It’s a well-known fact that drinking too much alcohol can have a serious impact on your health, including damaging your liver. But how much is too much? For conditions such as liver cirrhosis, that’s usually more than 21 units of alcohol a week—around two bottles of wine a week or one and a half pints of beer a day. The United Kingdom’s Chief Medical Officer recommends that adults don’t drink more than 14 units of alcohol a week to keep the risk of health problems low.
However, the liver isn’t the only organ that can be damaged by drinking—the brain can be damaged, too. Drinking over the current United Kingdom low-risk guidelines is associated with an increased risk of dementia. And a recent study, published in Scientific Reports, found that even moderate drinking is associated with decreased brain volume.
The researchers in this latest study looked at 300 people between the ages of 39 and 45 to understand the effects of drinking on the brain. Most people in the study reported that they drank at what was considered moderate or low-risk levels (an average of less than 14 units of alcohol a week). Even at this level, there was a reduction in the amount of total brain tissue seen on brain scans. This held true for men and women when other risk factors, such as smoking, were considered. Their brains were compared against a reference model of average brain volume.
Although the study didn’t look at the physiological impact of brain tissue loss, any significant loss of brain tissue will reduce the brain’s ability to function at an optimal level. The adult brain shrinks slowly with age, and brain shrinkage is likely to be accelerated by medical conditions, such as high blood pressure and diabetes, that may arise in late middle age and later life. This is important, as we now know that some of the early signs of brain damage from alcohol can be partially reversed after abstinence. This has been seen as early as six weeks after total abstinence—with more brain recovery in the frontal lobes of the brain, which play an important role in regulating behavior and our thinking.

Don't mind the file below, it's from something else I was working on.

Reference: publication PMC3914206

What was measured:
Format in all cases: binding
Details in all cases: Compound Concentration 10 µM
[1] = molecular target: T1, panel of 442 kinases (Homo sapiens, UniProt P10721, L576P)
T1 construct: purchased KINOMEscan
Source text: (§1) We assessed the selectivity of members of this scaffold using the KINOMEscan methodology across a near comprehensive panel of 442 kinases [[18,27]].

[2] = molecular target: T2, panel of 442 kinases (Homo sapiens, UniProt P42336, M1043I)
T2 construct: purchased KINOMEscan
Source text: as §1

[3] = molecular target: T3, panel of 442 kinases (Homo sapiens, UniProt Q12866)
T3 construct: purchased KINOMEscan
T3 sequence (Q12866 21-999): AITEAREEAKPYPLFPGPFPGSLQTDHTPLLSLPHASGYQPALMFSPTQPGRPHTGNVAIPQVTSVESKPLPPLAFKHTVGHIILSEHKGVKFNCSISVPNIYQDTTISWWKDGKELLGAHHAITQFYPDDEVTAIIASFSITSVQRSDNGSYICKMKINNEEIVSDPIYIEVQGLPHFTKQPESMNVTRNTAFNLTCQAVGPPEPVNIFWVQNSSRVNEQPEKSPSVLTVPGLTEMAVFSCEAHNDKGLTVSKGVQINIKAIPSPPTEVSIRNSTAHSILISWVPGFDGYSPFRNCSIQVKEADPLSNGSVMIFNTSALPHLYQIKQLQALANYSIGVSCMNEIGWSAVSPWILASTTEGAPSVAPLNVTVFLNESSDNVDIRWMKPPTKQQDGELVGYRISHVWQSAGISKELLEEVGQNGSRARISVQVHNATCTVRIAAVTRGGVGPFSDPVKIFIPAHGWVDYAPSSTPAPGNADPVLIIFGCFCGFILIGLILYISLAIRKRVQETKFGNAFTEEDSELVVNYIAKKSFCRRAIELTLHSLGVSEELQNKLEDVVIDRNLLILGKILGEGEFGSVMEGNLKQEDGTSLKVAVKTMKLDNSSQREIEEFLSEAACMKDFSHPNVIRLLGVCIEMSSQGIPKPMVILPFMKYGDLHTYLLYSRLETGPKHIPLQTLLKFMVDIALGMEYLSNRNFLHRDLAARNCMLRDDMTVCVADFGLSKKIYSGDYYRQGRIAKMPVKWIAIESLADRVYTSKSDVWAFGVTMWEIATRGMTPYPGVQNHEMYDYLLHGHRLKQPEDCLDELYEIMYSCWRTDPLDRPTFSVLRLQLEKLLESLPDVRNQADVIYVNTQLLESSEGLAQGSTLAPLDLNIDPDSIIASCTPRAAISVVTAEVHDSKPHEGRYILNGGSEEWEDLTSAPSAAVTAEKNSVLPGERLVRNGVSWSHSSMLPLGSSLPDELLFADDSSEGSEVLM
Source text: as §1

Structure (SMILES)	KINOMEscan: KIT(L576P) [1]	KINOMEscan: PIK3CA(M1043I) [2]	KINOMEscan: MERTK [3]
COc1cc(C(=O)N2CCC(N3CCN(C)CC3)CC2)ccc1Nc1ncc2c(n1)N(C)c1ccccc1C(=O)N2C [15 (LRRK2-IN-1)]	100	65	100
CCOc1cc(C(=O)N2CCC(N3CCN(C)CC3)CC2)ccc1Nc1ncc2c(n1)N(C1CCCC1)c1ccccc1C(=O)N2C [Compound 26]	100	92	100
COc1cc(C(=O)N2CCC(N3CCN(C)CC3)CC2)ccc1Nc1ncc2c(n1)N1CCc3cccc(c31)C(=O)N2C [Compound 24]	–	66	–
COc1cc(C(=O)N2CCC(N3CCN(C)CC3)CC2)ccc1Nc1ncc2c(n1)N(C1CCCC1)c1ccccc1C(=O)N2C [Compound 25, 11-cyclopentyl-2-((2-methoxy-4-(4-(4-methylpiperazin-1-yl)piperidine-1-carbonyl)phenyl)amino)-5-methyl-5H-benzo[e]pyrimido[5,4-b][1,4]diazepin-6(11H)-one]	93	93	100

These findings are similar to those of an earlier study that found that drinking between seven and 14 units of alcohol a week was associated with smaller brain size. This level of drinking was also associated with poorer performance on skills that involved recalling memorized words on demand.
Frontal Lobe Damage
When we study the effects of alcohol on the brain, we naturally focus on dementia. This inevitably means looking for memory changes. After all, a diagnosis of dementia relies on memory loss. But we now know that the brain’s frontal lobes are actually damaged by alcohol at an earlier stage than those parts of the brain associated with memory. The frontal lobes control our personality, behavior, and ability to think flexibly. These skills are not assessed by tests commonly used to diagnose dementia.
But drinking in a way that the general population believes to be sensible and moderate might be slowly damaging our brains. Given this, we need to be better at detecting damage at an earlier stage. Luckily, an eight-item test can now detect cognitive impairment early on and is used routinely by specialists in mental health services to detect brain damage from alcohol in its early stages. Other tests of frontal lobe function can also be performed in hospitals or general practices.
The discovery that alcohol has the potential to damage our brains at levels at which we might find surprising, and in ways that are not usually detected, has major implications for our society. For example, baby boomers (people now aged between 55 and 74) have shown the sharpest rise in harm from alcohol compared with other generations. They are also at higher risk of dementia than younger age groups.
If we are to tackle the problem, we need to change both attitudes to drinking and how we deliver healthcare. Changing drinking behavior in older people needs to be accompanied by picking up the early signs of brain damage for all those who drink alcohol.
Progress has been made in asking older people about their alcohol use within both public health and mental health policies and practices. But this not yet happened for the detection of brain damage in people who drink alcohol. Giving equal importance to both our brain and our liver can help us stay in better health. As a society, we have the potential to take care of both these vital organs.
Cutting down the amount we drink or giving it up altogether can reduce our risk of brain damage. But this can only happen if we also maintain a lifestyle that includes a healthy diet and exercise.
is a visiting lecturer in old age psychiatry at King’s College London. This article was first published by The Conversation.